Concussions are serious injuries. Imagine your child takes a hit on the football field and he hits the ground hard, seems a bit dazed and confused as he gets up, but he doesn't appear to have suffered a serious injury. Without any blatant signs of losing consciousness, acute confusion, blood or vomiting, would you even consider the possibility that a concussion was sustained? Concussions are sneaky. The symptoms are subtle and can easily be ignored in the excitement of the game.

Ultimately, preventing concussions from happening is your first line of defence. However, injuries occur, and it's best to be informed and prepared so that appropriate action can be taken immediately to avoid more severe long-term consequences. There are many myths and confusion about how to care for your brain after you experience a concussion.


Proper care during the first 7 - 10 days
is crucial to ensure your recovery.



Concussion is the term applied to a brain injury induced by a biomechanical force; it can be caused by a direct blow to the head, face, neck, or anywhere on the body with enough force to transmit an injury to the brain.

It is a misconception that athletes playing contact sports are the only people that sustain concussions. Falls, car accidents, slips on the sidewalk, or any other jarring injury can result in a concussion, and you do not need to lose consciousness to have sustained a brain injury.

A concussion typically results in the immediate onset of impairment to basic brain function because it essentially causes all your neurons to fire at once. It overwhelms your brain, and you may see people stumbling, acting dazed and confused, shaking their heads, or experiencing confusion as to where they are or what happened. In some cases, signs and symptoms of a concussion may take time to evolve and might only appear minutes or even hours after the injury. Thankfully, 80-90% of concussions resolve within 7-10 days. A tricky aspect of concussions is that they are not a visible injury; they don’t appear on MRI or CT scans, and they are often misdiagnosed. The most important thing is to understand the signs and symptoms of a concussion, and if there is any doubt, manage the injury very conservatively. There is a lot of information about specific protocols to follow if someone has had an injury and a concussion is suspected. Still, you should always seek the care of a licensed health care provider, preferably one who has experience managing concussions.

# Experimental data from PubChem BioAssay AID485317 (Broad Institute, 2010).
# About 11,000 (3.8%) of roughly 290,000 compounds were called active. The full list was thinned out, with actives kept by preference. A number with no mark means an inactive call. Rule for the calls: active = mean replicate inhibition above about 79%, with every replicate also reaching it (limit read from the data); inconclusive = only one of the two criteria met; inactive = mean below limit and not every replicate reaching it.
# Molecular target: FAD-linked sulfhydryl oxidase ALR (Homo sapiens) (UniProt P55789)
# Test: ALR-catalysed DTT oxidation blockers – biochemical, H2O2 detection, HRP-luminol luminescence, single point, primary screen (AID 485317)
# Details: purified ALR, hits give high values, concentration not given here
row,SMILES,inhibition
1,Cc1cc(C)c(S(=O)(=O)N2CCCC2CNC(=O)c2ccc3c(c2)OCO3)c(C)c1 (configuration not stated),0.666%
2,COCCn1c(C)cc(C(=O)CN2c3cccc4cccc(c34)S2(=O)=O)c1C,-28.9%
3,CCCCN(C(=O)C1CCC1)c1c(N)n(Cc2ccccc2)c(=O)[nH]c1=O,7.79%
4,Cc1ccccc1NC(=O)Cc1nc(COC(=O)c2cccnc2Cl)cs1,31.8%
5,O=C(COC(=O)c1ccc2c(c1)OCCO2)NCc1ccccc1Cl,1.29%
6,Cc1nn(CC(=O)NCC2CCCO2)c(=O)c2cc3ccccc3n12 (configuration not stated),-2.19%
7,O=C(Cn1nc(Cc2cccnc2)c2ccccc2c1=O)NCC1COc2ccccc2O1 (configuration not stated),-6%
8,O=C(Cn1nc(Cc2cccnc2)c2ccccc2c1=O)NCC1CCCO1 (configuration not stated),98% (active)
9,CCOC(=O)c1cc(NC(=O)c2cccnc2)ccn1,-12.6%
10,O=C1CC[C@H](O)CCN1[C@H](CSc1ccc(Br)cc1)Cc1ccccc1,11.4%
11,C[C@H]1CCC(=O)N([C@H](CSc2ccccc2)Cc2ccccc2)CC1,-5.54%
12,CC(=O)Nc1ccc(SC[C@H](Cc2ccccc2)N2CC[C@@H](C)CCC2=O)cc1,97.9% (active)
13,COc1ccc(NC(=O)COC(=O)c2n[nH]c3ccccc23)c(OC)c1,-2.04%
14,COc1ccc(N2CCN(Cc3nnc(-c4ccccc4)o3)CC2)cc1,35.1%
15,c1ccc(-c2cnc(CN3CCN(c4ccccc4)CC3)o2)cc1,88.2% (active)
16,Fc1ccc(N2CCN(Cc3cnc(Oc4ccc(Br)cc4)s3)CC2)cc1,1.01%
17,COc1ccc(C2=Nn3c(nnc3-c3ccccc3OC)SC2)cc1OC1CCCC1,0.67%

A major problem is that many people don’t know what it means to ‘rest’ a brain. If you go right back to work or school or resume any physical or mental activity, it’s as though you are going for a run on a sprained ankle. Remember, the brain needs a LOT of energy to heal.

It is crucial that during the first ten days you refrain from any activity that could put you at risk for jostling or rough body contact, even if you are feeling recovered and asymptomatic. The brain is extremely vulnerable after a concussion; even if you aren't experiencing symptoms, any further jostling or sudden movement, even small impacts, can cause a more severe brain injury. How you feel doesn't always coincide with how well your brain has recovered.

Learn the 7 Steps for Managing a Concussion or visit our FAQs for additional information. 

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